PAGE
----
Public Engagement in Educational Contexts A Crafts Council of Ireland (CCoI) Code of Practice In conjunction with the CCoI Child Protection Policy
This Code of Practice was researched, compiled and written by Marie Brett, visual artist, on behalf of the Crafts Council of Ireland POLICY NUMBER
This document is a Code of Practice for public engagement in educational contexts.
This Code is for craftspeople who are members of the CCoI Education Panel plus CCoI staff who are involved in public engagement in educational contexts.
Marie Brett – Visual Artist
Muireann Charleton – Education & Innovation Manager, CCoI
John Tynan – Head of Education, Training & Development Karen Hennessy – CEO, CCoI
September 1st, 2012
The Crafts Council of Ireland believes that developing the knowledge and skills of Irish craftmakers through education initiatives is essential to the future of the Irish craft and design industry. We aim to increase awareness of craft and design as a strong career choice by initiating targeted innovative programmes for teacher and maker development that involves authentic, creative engagment. The Crafts Council of Ireland takes a leading role in actively supporting and fostering the next generation of creative makers. To achieve this aim, we are delivering a nationwide primary level initiative in support of the national curriculum that involves positive, collaborative engagement between teachers, craftmakers and young students. The Crafts Council of Ireland acts in partnership with stakeholders and contributors in the fields of craft, design and culture. This is to strengthen and expand the scope, and advance the impact of Irish craft nationally and internationally. We are committed to promoting a cooperative, partnership-led approach, and delivering best practice for public engagements in educational contexts. â€” John Tynan Head of Education, Training & Development, Crafts Council of Ireland
The CCoIâ€™s aim is to increase participation and engagement in Irish craft and design among young people, students, teachers and the public. Our goal is to facilitate the important contribution that craft and design makes to the economic and social well-being of Ireland. The websites www.learncraftdesign.com and www.futuremakers.ie act as stimulating educational resources for increased e-learning and productive engagement. The CCoI Education team has a mission to deliver a range of quality assured services, so that prospective learners and others in the wider community can achieve their full potential, with improved knowledge and skill-levels in craft and design related areas. Our vision for this Code of Practice is to deepen opportunities for meaningful engagement through collaborative craft and design based processes. A set of six core principles guides this Code of Practice for public engagement in educational contexts. These principles inform all creative work practice. They are: BB Ethics BB Models of Engagement BB Health and Safety BB Partnership Characteristics BB Planning and Preparation BB Project Proposal Agreement Creating innovative learning spaces within classrooms, studios, galleries, art rooms, and in virtual spaces, that foster positive relationships and creative experiences is a benefit of this code of practice. This Code furthers the creative partnership approach to educational and innovative programmes supported by the Crafts Council of Ireland. â€” Muireann Charleton Education & Innovation Manager, Crafts Council of Ireland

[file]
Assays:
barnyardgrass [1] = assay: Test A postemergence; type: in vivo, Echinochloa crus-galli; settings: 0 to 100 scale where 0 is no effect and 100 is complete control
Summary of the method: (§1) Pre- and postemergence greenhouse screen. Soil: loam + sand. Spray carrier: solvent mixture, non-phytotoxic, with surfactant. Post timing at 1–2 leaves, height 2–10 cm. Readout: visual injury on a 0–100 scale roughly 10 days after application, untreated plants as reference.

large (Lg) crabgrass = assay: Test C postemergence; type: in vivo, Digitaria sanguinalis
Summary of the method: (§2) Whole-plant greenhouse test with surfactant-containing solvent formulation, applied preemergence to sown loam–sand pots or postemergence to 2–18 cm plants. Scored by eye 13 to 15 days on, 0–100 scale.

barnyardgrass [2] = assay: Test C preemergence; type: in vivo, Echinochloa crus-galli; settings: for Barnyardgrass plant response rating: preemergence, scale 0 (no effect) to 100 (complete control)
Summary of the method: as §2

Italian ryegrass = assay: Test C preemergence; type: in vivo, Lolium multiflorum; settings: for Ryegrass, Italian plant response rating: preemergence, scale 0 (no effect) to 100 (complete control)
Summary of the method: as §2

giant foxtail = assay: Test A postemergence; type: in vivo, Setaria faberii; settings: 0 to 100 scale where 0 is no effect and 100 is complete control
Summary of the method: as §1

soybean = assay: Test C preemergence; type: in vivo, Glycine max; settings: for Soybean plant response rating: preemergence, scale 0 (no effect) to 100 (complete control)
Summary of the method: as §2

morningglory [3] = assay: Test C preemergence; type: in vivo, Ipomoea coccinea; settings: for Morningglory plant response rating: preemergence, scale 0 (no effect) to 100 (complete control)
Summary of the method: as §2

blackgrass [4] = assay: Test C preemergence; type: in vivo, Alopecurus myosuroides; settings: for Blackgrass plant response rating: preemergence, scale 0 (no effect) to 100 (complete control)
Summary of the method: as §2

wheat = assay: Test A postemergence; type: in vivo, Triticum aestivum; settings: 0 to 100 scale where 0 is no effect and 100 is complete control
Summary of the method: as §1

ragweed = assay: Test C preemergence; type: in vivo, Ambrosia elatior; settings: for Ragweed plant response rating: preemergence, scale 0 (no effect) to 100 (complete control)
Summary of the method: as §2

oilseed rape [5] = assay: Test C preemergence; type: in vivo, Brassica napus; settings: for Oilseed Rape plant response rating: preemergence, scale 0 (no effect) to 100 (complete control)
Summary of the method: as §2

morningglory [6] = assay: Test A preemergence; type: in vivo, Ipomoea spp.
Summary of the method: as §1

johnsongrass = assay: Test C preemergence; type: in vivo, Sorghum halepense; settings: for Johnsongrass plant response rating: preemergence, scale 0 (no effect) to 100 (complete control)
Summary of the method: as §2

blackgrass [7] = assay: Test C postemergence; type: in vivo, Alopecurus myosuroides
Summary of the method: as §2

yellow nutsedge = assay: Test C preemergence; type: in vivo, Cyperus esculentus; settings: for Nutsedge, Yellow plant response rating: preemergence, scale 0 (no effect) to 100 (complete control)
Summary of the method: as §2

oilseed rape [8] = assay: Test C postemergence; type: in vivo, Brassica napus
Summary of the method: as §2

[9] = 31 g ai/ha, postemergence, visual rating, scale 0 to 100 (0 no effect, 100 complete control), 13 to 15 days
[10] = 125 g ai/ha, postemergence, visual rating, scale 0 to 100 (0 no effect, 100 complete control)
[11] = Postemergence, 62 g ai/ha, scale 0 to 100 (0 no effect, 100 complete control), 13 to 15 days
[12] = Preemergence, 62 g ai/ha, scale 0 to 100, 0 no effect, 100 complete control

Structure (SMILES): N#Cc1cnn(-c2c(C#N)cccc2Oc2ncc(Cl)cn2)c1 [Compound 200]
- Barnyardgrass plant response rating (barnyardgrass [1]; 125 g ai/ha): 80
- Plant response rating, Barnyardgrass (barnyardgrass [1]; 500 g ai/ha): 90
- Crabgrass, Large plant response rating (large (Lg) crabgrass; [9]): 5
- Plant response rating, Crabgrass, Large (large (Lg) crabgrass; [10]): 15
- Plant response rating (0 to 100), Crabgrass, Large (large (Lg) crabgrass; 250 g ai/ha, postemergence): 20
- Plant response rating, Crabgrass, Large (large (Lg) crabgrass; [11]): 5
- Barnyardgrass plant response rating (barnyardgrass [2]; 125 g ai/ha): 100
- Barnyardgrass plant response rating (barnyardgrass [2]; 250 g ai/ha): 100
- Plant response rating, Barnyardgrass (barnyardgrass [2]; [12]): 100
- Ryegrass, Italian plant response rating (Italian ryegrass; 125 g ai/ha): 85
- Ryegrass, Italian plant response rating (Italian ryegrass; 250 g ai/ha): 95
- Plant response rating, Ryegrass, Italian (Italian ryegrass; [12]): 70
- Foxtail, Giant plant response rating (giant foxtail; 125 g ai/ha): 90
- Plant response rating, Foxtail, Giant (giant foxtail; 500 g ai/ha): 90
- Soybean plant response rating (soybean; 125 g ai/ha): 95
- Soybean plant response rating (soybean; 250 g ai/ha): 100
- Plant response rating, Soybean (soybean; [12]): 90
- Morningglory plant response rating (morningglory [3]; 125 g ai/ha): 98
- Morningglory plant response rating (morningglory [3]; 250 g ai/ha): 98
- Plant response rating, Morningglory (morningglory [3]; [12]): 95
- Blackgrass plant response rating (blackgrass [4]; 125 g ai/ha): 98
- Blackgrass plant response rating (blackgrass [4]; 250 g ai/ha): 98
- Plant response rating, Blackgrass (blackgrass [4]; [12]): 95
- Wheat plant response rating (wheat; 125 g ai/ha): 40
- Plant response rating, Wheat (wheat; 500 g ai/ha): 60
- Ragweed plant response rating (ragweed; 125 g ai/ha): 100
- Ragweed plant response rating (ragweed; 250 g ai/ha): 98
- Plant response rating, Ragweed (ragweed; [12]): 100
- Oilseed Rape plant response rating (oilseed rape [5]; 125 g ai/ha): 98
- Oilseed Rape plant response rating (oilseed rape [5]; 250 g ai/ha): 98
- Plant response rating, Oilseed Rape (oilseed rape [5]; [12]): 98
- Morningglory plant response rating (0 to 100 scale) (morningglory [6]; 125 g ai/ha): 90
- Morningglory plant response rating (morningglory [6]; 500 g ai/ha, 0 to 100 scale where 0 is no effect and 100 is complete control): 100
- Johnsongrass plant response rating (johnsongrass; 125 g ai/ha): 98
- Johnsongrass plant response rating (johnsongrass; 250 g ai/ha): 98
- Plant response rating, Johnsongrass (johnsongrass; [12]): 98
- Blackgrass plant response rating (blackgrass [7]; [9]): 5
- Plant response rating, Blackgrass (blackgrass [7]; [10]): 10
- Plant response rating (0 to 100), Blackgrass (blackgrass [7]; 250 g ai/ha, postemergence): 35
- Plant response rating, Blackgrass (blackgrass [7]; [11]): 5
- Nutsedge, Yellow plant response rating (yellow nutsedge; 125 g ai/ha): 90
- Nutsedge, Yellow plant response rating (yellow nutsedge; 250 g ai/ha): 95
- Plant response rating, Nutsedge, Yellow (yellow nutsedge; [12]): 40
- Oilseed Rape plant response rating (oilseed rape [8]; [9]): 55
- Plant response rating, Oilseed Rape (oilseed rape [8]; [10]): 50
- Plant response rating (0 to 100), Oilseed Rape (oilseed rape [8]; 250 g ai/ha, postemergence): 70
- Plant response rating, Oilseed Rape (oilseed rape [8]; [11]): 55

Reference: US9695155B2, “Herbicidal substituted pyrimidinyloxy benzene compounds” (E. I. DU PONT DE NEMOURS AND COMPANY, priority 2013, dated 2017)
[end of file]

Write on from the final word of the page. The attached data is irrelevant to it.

About this Code of Practice
A Code of Practice could take many forms; following consultation, it was decided that this work would be a practical tool and guide for those involved in, or aiming to undertake public engagement practice, with or on behalf of the CCoI*. The Code is aimed primarily at craftspeople who are members of the CCoI Education Panel plus CCoI staff and partner organisations. Ensuring a consultative process was an integral aspect of compiling the Code. Drawing from the experience of practising craftspeople / artists together with those of commissioners, teachers, curators and others involved in public engagement practice, this code outlines core values and responsibilities that underpin good practice in order to ensure that all partners involved understand clearly what each party expects of the other. BB For the purposes of this Code, the term ‘project’ will be used to describe any of a variety of modes of public engagement the CCoI is involved in. BB the term ‘practitioner’ will be used to describe persons delivering participatory and or public engagement projects with or on behalf of CCoI BB the term ‘host’ will be used to describe CCoI as an agency organising various modes of public engagement, both within and outside their premises BB the term ‘partner’ will be used to describe project stakeholders *Note: Throughout the document, the term ‘CCoI’ refers to the Crafts Council of Ireland
Guideline No 1
Those involved in public engagement initiatives and participatory activities need to be ever mindful of the varied ethical issues surrounding working collaboratively. The key areas within this are: MUTUAL RESPECT